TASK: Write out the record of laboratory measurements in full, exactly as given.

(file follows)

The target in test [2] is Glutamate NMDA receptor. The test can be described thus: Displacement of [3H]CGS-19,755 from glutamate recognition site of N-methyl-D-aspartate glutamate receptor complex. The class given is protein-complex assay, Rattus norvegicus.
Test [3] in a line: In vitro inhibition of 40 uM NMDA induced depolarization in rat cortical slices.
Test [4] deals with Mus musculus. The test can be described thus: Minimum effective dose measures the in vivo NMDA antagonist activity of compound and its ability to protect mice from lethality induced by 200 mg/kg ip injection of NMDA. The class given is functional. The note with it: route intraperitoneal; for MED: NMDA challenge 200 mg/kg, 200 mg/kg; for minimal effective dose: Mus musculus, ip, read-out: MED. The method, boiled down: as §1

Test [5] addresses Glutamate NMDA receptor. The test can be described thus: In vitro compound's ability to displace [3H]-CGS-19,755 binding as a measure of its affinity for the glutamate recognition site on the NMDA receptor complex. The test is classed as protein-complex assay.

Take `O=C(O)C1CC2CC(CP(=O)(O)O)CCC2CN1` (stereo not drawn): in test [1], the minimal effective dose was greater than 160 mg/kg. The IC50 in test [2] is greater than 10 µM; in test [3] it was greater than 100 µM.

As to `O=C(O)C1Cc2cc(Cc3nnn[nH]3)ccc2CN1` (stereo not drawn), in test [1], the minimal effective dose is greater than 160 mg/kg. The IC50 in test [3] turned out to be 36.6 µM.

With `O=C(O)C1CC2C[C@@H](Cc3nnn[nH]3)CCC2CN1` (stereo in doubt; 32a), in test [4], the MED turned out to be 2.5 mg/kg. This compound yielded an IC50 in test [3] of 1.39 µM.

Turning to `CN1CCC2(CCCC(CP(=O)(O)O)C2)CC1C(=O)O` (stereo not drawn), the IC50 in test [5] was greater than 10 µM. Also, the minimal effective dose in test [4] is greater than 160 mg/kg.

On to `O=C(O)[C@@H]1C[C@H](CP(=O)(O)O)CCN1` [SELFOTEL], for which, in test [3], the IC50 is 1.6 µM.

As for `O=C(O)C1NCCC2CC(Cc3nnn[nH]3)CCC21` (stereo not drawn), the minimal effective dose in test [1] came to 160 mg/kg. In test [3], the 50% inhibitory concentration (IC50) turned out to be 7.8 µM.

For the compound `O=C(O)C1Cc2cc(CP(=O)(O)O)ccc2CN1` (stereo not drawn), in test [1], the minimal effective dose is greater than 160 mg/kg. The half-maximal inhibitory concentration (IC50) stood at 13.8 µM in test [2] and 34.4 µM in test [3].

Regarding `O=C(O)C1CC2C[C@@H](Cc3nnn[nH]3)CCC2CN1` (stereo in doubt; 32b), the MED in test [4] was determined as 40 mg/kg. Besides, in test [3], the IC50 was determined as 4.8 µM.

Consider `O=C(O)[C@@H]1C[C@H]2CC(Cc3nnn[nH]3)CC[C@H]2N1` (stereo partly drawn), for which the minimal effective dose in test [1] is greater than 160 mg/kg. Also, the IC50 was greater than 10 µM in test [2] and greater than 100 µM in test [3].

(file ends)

The target in test [2] is Glutamate NMDA receptor. The test can be described thus: Displacement of [3H]CGS-19,755 from glutamate recognition site of N-methyl-D-aspartate glutamate receptor complex. The class given is protein-complex assay, Rattus norvegicus.
Test [3] in a line: In vitro inhibition of 40 uM NMDA induced depolarization in rat cortical slices.
Test [4] deals with Mus musculus. The test can be described thus: Minimum effective dose measures the in vivo NMDA antagonist activity of compound and its ability to protect mice from lethality induced by 200 mg/kg ip injection of NMDA. The class given is functional. The note with it: route intraperitoneal; for MED: NMDA challenge 200 mg/kg, 200 mg/kg; for minimal effective dose: Mus musculus, ip, read-out: MED. The method, boiled down: as §1

Test [5] addresses Glutamate NMDA receptor. The test can be described thus: In vitro compound's ability to displace [3H]-CGS-19,755 binding as a measure of its affinity for the glutamate recognition site on the NMDA receptor complex. The test is classed as protein-complex assay.

Take `O=C(O)C1CC2CC(CP(=O)(O)O)CCC2CN1` (stereo not drawn): in test [1], the minimal effective dose was greater than 160 mg/kg. The IC50 in test [2] is greater than 10 µM; in test [3] it was greater than 100 µM.

As to `O=C(O)C1Cc2cc(Cc3nnn[nH]3)ccc2CN1` (stereo not drawn), in test [1], the minimal effective dose is greater than 160 mg/kg. The IC50 in test [3] turned out to be 36.6 µM.

With `O=C(O)C1CC2C[C@@H](Cc3nnn[nH]3)CCC2CN1` (stereo in doubt; 32a), in test [4], the MED turned out to be 2.5 mg/kg. This compound yielded an IC50 in test [3] of 1.39 µM.

Turning to `CN1CCC2(CCCC(CP(=O)(O)O)C2)CC1C(=O)O` (stereo not drawn), the IC50 in test [5] was greater than 10 µM. Also, the minimal effective dose in test [4] is greater than 160 mg/kg.

On to `O=C(O)[C@@H]1C[C@H](CP(=O)(O)O)CCN1` [SELFOTEL], for which, in test [3], the IC50 is 1.6 µM.

As for `O=C(O)C1NCCC2CC(Cc3nnn[nH]3)CCC21` (stereo not drawn), the minimal effective dose in test [1] came to 160 mg/kg. In test [3], the 50% inhibitory concentration (IC50) turned out to be 7.8 µM.

For the compound `O=C(O)C1Cc2cc(CP(=O)(O)O)ccc2CN1` (stereo not drawn), in test [1], the minimal effective dose is greater than 160 mg/kg. The half-maximal inhibitory concentration (IC50) stood at 13.8 µM in test [2] and 34.4 µM in test [3].

Regarding `O=C(O)C1CC2C[C@@H](Cc3nnn[nH]3)CCC2CN1` (stereo in doubt; 32b), the MED in test [4] was determined as 40 mg/kg. Besides, in test [3], the IC50 was determined as 4.8 µM.

Consider `O=C(O)[C@@H]1C[C@H]2CC(Cc3nnn[nH]3)CC[C@H]2N1` (stereo partly drawn), for which the minimal effective dose in test [1] is greater than 160 mg/kg. Also, the IC50 was greater than 10 µM in test [2] and greater than 100 µM in test [3].